Google ‘bad ads’ drop to 2.3 billion

Number of bad accounts removed using machine learning has doubled to more than a million.

Google took down 2.3 billion “bad ads” last year, which is significantly down on the 3.2 billion it removed the year before.

The internet’s dominant ad company has also provided more detail about the kinds of ads it removed last year for violating its policies.

These include: 207,000 ads for ticket resellers, more than 531,000 ads for bail bonds and about 58.8 million phishing ads, while it removed nearly 734,000 publishers and app developers from its ad network.

However, Google could not provide an estimate for how big of a proportion 2.3 billion is against its total ad inventory that was served in 2018, although it is understood to be a very small minority.

Nor would it comment on how much income it made from those ads.

Google has been at the centre of multiple brand safety scandals in recent years, such as ads appearing next to terror videos and extremist content.

However, last year Google was able to identify and remove almost one million bad advertiser accounts using machine learning, which is nearly the double amount it terminated.

Because of the sheer volume of new web pages that are created every day, as well as videos posted on Google’s video-sharing platform YouTube, the company has tried to develop artificial intelligence-led solutions to moderation instead of just relying on humans.

Scott Spencer, director of sustainable ads at Google, said: “Google has a crucial stake in a healthy and sustainable digital advertising ecosystem – something we’ve worked to enable for nearly 20 years.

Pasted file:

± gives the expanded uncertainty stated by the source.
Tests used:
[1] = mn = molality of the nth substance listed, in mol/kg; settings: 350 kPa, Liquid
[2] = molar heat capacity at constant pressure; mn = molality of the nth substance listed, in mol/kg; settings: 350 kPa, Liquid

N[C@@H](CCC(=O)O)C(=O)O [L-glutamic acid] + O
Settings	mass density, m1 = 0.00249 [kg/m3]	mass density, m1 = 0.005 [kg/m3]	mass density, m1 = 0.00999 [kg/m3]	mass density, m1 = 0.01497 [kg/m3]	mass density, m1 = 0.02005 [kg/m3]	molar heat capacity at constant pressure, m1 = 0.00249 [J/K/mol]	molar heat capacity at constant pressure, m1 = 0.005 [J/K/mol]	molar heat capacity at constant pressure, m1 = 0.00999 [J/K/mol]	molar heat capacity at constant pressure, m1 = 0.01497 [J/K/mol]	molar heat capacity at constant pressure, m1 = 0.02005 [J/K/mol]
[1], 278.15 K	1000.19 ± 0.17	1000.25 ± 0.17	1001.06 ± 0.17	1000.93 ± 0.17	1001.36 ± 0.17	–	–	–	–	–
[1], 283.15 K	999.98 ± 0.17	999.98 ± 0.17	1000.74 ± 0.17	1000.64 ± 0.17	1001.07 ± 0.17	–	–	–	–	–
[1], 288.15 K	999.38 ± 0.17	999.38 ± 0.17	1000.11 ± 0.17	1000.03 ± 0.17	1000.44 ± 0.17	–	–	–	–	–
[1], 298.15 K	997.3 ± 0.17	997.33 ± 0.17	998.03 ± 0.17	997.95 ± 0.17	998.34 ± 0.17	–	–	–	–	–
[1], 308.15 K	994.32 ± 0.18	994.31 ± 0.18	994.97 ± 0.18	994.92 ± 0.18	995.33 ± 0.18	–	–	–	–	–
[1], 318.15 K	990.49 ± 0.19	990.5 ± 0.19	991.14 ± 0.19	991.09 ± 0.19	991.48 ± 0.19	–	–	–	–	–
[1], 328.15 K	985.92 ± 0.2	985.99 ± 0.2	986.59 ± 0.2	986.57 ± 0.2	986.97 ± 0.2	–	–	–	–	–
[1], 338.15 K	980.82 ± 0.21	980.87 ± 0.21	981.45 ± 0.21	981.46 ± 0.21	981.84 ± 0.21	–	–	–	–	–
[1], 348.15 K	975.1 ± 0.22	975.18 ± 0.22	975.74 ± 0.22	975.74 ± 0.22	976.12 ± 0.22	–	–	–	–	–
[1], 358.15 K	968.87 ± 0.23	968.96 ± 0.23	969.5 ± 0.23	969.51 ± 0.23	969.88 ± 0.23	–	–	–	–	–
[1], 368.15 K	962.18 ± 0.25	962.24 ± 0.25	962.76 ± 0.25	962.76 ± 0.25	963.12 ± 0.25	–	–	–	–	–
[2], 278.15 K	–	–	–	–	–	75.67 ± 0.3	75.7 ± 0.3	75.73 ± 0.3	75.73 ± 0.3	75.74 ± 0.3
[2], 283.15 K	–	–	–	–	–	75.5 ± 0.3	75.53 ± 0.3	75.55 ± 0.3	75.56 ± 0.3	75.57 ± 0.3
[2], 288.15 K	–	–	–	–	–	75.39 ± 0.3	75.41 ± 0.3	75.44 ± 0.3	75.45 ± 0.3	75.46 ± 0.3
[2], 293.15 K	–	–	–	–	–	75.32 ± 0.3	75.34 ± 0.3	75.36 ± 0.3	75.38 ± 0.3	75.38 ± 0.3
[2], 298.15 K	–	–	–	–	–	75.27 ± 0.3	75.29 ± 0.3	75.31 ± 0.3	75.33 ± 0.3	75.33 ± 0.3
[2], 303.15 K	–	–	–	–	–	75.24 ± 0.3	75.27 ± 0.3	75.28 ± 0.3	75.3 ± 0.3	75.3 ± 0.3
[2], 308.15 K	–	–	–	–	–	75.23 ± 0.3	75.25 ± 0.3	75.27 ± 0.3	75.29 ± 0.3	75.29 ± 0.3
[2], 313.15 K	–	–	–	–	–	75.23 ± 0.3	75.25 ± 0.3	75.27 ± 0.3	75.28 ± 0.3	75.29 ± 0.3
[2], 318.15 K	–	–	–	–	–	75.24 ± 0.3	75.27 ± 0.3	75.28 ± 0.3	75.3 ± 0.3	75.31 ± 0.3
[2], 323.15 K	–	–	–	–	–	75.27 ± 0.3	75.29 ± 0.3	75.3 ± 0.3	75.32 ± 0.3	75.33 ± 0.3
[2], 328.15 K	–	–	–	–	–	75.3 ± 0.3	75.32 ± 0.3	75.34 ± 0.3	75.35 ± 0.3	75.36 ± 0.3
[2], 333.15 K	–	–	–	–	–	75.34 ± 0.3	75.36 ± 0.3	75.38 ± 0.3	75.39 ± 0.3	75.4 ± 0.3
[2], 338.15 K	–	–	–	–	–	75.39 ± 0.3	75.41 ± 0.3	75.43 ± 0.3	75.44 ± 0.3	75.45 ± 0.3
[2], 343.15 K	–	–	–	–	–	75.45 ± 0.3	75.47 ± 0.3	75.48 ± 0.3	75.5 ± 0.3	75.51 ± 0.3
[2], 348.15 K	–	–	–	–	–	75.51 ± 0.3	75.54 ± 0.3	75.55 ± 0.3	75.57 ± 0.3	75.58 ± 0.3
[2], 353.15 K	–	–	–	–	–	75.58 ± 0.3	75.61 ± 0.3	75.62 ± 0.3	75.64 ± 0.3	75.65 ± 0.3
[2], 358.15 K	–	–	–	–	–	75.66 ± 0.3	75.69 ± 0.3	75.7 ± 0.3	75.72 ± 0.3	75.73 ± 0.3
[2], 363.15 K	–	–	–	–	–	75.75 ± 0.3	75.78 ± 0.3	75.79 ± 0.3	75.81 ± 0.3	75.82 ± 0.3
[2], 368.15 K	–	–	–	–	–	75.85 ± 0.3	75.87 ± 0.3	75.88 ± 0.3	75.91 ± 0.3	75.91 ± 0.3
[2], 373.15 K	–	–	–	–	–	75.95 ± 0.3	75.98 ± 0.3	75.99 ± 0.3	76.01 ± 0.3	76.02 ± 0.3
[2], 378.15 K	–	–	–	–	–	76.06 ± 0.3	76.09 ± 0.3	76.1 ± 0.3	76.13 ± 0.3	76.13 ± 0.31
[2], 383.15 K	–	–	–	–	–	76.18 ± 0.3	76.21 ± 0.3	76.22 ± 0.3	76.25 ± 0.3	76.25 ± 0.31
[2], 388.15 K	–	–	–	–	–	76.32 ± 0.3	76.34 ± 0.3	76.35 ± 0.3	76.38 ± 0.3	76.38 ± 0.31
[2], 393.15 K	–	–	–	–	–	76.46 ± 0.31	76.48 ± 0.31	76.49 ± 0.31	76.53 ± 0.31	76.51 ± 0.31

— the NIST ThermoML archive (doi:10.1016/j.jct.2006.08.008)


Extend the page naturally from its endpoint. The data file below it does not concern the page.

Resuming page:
“Every day, we invest significant team hours and technological resources in protecting the users, advertisers and publishers that make the internet so useful.”

Google Announces a Range of Search Updates to Mark its 20th Anniversary

This week marks the 20th anniversary of Google, the digital search platform that has become synonymous with information gathering.

It’s hard to imagine a world without Google on hand now, particularly given the growth of smartphones, providing the capacity to search anything at any time, helping with product research, location information and settling friendly debates.

To mark the occasion, Google has announced a range of updates to its search tools, each with varying degrees of SEO relevance. Here’s a summary of what’s been announced, and what they mean for your digital strategy.

First off, Google’s adding a new listing of previously related searches via new Activity Cards.

Google Activity Cards

Google reportedly bought Mastercard data to link online ads with offline purchases

mdoying_180117_2249_0206stills.0If you’re a Mastercard holder in the US, Google has reportedly been tracking whether your buying habits are influenced by online ads in your offline purchases for the past year. The secret deal between the two companies was brokered after four years of negotiation, according to a Bloomberg report published today.

Neither Google nor Mastercard have publicly announced the partnership, and neither company let its customers know that their offline purchases made in stores are being tracked through Mastercard purchase histories and correlated with online ad interactions. Both Google and Mastercard say that the data is anonymized in order to protect personally identifiable information.

Google reportedly paid Mastercard millions of dollars for data on what people have been buying. It used that data to build a tool for advertisers that would break down whether people who had clicked online ads later went on to purchase a product at a physical retail store.

Bloomberg reported in detail how the process works. It starts with a customer who’s logged into a Google account on the web clicking a Google ad. That person browses a certain item, but doesn’t purchase it. Later on, if they use their MasterCard to buy that item in a physical store within 30 days, Google will send the advertiser a report about that product and the effectiveness of its ads, with a section for “offline revenue” listing the retail sales.

Read full article here.